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What is Typography?


Typography is the art of arranging texts so it would become appealing and attractive to the human recognition and learning. It is mainly used as a tool for a better and clearer communication.

Typography also comprises all types of written language on the web including calligraphy and digital texts. Basically, designers create different letterforms to enhance the texts designs previously stored on a website. The most common examples of typography include point size, line length, typefaces, letter-spacing, and tracking. Each design represents different style and usage.

There are three elements of typography: typefaces and fonts, typefaces classifications, and typefaces. Typefaces and fonts are the available family of fonts found in MS Word and the web. Some common examples include Times New Roman, Helvetica, and Calibri. Typeface classification is the umbrella of the different font designs. At present, there are six categories of font families, which include serif, sans-serif, moonscapes, cursive, fantasy, and script. Typeface anatomy defines the height, width, and space between letters.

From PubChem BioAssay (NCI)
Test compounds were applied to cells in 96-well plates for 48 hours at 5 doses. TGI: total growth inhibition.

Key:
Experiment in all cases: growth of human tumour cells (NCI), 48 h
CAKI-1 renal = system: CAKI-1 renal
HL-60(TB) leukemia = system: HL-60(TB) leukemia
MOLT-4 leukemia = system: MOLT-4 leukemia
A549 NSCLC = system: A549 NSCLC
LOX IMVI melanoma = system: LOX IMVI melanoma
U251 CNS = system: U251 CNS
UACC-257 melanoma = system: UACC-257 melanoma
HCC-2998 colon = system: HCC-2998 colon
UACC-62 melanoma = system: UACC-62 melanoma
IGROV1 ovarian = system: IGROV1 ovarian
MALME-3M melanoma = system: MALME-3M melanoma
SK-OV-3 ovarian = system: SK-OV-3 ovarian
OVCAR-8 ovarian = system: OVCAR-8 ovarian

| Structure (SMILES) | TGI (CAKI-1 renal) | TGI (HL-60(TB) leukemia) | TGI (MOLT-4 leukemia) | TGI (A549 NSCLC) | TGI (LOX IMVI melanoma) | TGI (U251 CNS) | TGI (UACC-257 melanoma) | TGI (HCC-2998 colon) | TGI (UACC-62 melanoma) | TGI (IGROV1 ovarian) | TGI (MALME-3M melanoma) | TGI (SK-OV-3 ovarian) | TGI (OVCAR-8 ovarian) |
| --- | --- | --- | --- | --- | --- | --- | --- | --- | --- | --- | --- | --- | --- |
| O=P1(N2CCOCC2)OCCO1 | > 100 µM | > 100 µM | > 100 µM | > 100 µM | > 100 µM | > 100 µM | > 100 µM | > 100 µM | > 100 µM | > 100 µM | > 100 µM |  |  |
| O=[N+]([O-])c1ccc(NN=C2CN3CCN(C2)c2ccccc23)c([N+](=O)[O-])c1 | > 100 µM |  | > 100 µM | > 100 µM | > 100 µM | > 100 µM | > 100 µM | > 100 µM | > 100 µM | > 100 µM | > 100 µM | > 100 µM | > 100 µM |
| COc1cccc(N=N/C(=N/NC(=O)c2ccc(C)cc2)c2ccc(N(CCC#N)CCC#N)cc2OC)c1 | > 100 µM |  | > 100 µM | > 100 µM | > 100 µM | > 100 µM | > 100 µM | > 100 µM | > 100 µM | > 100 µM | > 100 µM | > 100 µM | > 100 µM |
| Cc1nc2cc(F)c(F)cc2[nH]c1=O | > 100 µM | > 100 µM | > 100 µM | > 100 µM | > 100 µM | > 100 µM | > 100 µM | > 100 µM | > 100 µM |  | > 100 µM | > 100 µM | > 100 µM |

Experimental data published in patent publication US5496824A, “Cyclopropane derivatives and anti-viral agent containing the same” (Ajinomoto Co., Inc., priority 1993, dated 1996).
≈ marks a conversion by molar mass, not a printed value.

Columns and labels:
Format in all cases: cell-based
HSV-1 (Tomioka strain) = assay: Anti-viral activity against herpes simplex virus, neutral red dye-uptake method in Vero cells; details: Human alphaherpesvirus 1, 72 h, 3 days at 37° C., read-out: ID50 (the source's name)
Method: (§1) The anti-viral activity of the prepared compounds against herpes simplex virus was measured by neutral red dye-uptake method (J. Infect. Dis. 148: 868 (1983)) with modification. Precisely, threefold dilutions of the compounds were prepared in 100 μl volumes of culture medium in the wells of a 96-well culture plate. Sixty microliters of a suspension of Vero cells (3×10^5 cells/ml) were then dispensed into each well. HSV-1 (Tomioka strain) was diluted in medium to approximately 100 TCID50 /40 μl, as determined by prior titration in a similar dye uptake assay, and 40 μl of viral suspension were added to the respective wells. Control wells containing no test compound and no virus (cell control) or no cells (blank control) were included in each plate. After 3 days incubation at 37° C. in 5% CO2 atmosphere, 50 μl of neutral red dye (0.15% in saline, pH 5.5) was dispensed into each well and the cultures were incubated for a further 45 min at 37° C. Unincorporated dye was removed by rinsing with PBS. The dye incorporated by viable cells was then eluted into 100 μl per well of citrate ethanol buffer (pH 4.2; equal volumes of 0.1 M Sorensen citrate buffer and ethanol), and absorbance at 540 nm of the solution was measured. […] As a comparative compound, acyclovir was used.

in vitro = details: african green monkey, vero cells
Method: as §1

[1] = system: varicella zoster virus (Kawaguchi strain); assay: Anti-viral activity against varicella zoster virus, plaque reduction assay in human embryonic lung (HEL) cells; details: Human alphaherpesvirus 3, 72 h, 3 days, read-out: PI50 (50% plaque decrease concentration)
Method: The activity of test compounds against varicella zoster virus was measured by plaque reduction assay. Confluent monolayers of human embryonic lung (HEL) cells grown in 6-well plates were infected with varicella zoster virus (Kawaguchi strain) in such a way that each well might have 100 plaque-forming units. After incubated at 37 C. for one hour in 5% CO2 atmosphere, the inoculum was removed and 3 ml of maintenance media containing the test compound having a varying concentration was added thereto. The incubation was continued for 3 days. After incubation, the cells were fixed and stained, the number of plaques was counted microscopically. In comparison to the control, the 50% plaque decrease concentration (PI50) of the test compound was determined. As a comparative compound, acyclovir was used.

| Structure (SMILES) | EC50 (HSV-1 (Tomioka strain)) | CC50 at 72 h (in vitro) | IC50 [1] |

A great typography can also be done by adjusting the space around letters. IT experts and web designers have at least six ways to adjust spacing around letters. These include tracking, kerning, leading, measuring, alignment, and ligatures.

The history o f typography can be traced back to the ancient times when people only used punches and dies to make seals. Back then, the spacing between letters used to be uneven, thus creating different impressions on brick stamps. Most of the oldest typography can be found in Mesopotamia, particularly in Uruk and Larsa. At present times, typography is use in creating documents, presentations, clothing designs, labels in maps, and engraves in pens and wristwatches. It is also used to create vehicle instrument panels. In fact, it has also become one of the important components of poetry.

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Posted by on Nov 8th, 2014 and filed under Editor's Pick. You can follow any responses to this entry through the RSS 2.0. Both comments and pings are currently closed.